Notice of Anthony Stradivari, the Celebrated Violin-Maker; Known by the Name of Stradivarius

Notice of Anthony Stradivari, the Celebrated Violin-Maker; Known by the Name of Stradivarius : Preceded by Historical and Critical Researches on the Origin and Transformations of Bow Instruments; And Followed by a Theoretical Analysis of

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This historic book may have numerous typos and missing text. Purchasers can usually download a free scanned copy of the original book (without typos) from the publisher. Not indexed. Not illustrated. 1864 edition. Excerpt: ...If we compare this instrument with one of those viols whose use was retained in France to the time of Rameau (1750)--and which are commonly known by the name of quintons--we shall find it difficult to conceive that, from a thing so imperfect, there arose, from the v z first attempt, an instrument whose form we have in vain endeavoured to modify in latter times; and from which we have neither been able to take, nor to it to add, anything, without causing deterioration. In short, there is nothing more admirable than the acoustical relations of the violin: in proof of which, it will suffice to give a simple account of its construction. Its body, the length of which is from 35 to 36 centimetres 13.779 to 14.173 in., has a breadth of 21 centimetres 8.268 in. in its widest, and of 11 centimetres 4.331 in. in its narrowest, part. Its greatest thickness does not exceed 6 centimetres 2.362 in.. Its sides are so thin that the weight of the body of the instrument is not more than about 240 grammes about 8 oz. avoirdupois; yet, this machine, so frail in appearance, presents a surprisingly energetic resistance to the causes of destruction which continually act upon it; for the violin has supported during centuries a tension of from 40 to 42 kilogrammes from about 88 to 92 lbs., and a pressure of 12 kilogrammes about 26 lbs on its weakest part. Its symmetrical figure--its graceful contour and fine proportions--its corresponding bends situated in the middle of its length--the arched surfaces of its back and belly, consolidated by the bar and sound post--the four triangular supports within the corners of the bends, and the two blocks placed at each end--all these are so harmoniously adjusted, that the resistance and the elasticity of the structure...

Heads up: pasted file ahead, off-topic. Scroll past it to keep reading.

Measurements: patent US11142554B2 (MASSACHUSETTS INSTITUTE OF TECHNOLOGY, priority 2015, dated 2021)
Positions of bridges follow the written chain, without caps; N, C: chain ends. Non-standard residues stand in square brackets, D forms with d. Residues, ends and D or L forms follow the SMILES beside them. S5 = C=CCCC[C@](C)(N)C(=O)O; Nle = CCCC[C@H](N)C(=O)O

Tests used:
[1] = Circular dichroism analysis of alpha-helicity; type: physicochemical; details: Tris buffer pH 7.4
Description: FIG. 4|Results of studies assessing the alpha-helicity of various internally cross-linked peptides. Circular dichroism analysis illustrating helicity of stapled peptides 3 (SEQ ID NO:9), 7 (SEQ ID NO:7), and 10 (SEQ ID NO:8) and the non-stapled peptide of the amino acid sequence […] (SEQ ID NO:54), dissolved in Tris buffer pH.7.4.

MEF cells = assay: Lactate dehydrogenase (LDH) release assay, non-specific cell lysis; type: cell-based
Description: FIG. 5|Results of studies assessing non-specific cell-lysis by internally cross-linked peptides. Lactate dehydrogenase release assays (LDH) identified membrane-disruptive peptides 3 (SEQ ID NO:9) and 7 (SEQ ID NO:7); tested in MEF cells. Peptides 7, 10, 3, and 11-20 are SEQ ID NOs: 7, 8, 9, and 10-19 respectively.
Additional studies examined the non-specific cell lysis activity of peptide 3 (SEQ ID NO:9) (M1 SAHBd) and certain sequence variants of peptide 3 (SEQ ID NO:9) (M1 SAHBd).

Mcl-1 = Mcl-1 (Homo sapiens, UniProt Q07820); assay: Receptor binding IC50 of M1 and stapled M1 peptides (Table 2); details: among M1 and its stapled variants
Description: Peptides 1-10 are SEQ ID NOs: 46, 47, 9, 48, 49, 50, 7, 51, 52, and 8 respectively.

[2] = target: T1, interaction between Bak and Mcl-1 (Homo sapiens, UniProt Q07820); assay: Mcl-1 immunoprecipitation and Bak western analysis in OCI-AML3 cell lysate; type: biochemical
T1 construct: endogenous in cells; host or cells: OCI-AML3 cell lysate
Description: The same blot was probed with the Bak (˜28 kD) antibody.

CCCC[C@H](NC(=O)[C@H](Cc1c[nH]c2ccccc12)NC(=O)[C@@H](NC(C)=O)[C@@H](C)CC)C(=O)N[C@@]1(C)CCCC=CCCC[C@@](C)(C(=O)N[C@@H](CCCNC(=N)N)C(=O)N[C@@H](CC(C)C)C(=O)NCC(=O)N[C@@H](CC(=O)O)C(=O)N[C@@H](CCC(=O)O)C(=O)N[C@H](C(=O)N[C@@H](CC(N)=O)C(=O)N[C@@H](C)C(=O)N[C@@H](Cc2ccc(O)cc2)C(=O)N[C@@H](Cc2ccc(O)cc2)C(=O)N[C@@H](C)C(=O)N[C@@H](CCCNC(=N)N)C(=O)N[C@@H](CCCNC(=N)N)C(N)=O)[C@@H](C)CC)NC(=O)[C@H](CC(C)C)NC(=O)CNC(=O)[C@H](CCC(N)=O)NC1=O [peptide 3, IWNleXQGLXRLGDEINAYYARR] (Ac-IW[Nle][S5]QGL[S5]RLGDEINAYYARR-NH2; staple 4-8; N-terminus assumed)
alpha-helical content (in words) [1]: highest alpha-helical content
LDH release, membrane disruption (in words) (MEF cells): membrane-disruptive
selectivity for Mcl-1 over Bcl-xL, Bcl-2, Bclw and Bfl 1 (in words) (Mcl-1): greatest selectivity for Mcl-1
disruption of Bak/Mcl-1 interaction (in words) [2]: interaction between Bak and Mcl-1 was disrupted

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Product details

  • Paperback | 34 pages
  • 189 x 246 x 2mm | 82g
  • United States
  • English
  • black & white illustrations
  • 1236954513
  • 9781236954510